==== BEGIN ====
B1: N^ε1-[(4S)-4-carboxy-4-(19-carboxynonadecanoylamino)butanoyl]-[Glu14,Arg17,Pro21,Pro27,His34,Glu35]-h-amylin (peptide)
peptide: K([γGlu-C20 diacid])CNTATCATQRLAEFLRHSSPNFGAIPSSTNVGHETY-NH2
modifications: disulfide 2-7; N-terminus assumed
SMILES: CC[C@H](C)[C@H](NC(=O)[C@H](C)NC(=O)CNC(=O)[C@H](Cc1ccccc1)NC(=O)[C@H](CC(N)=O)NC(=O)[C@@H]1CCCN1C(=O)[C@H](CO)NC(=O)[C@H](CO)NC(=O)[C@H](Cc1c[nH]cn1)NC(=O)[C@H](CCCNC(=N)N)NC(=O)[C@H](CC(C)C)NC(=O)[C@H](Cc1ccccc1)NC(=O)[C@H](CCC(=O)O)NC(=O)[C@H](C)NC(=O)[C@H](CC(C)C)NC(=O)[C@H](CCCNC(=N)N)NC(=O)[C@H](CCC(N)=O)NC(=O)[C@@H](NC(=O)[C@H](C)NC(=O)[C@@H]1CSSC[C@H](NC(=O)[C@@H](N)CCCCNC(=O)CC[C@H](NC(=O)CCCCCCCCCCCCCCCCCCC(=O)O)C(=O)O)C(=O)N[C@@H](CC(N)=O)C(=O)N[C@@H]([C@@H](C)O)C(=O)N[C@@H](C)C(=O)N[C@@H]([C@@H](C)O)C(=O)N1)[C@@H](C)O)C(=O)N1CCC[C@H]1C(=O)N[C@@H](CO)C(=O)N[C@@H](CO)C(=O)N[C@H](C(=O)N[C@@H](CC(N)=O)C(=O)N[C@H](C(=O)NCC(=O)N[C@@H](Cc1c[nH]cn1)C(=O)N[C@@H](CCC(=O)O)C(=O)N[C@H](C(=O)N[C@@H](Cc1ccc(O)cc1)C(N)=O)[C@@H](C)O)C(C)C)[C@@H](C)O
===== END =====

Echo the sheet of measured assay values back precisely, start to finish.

B1: N^ε1-[(4S)-4-carboxy-4-(19-carboxynonadecanoylamino)butanoyl]-[Glu14,Arg17,Pro21,Pro27,His34,Glu35]-h-amylin (peptide)
peptide: K([γGlu-C20 diacid])CNTATCATQRLAEFLRHSSPNFGAIPSSTNVGHETY-NH2
modifications: disulfide 2-7; N-terminus assumed
SMILES: CC[C@H](C)[C@H](NC(=O)[C@H](C)NC(=O)CNC(=O)[C@H](Cc1ccccc1)NC(=O)[C@H](CC(N)=O)NC(=O)[C@@H]1CCCN1C(=O)[C@H](CO)NC(=O)[C@H](CO)NC(=O)[C@H](Cc1c[nH]cn1)NC(=O)[C@H](CCCNC(=N)N)NC(=O)[C@H](CC(C)C)NC(=O)[C@H](Cc1ccccc1)NC(=O)[C@H](CCC(=O)O)NC(=O)[C@H](C)NC(=O)[C@H](CC(C)C)NC(=O)[C@H](CCCNC(=N)N)NC(=O)[C@H](CCC(N)=O)NC(=O)[C@@H](NC(=O)[C@H](C)NC(=O)[C@@H]1CSSC[C@H](NC(=O)[C@@H](N)CCCCNC(=O)CC[C@H](NC(=O)CCCCCCCCCCCCCCCCCCC(=O)O)C(=O)O)C(=O)N[C@@H](CC(N)=O)C(=O)N[C@@H]([C@@H](C)O)C(=O)N[C@@H](C)C(=O)N[C@@H]([C@@H](C)O)C(=O)N1)[C@@H](C)O)C(=O)N1CCC[C@H]1C(=O)N[C@@H](CO)C(=O)N[C@@H](CO)C(=O)N[C@H](C(=O)N[C@@H](CC(N)=O)C(=O)N[C@H](C(=O)NCC(=O)N[C@@H](Cc1c[nH]cn1)C(=O)N[C@@H](CCC(=O)O)C(=O)N[C@H](C(=O)N[C@@H](Cc1ccc(O)cc1)C(N)=O)[C@@H](C)O)C(C)C)[C@@H](C)O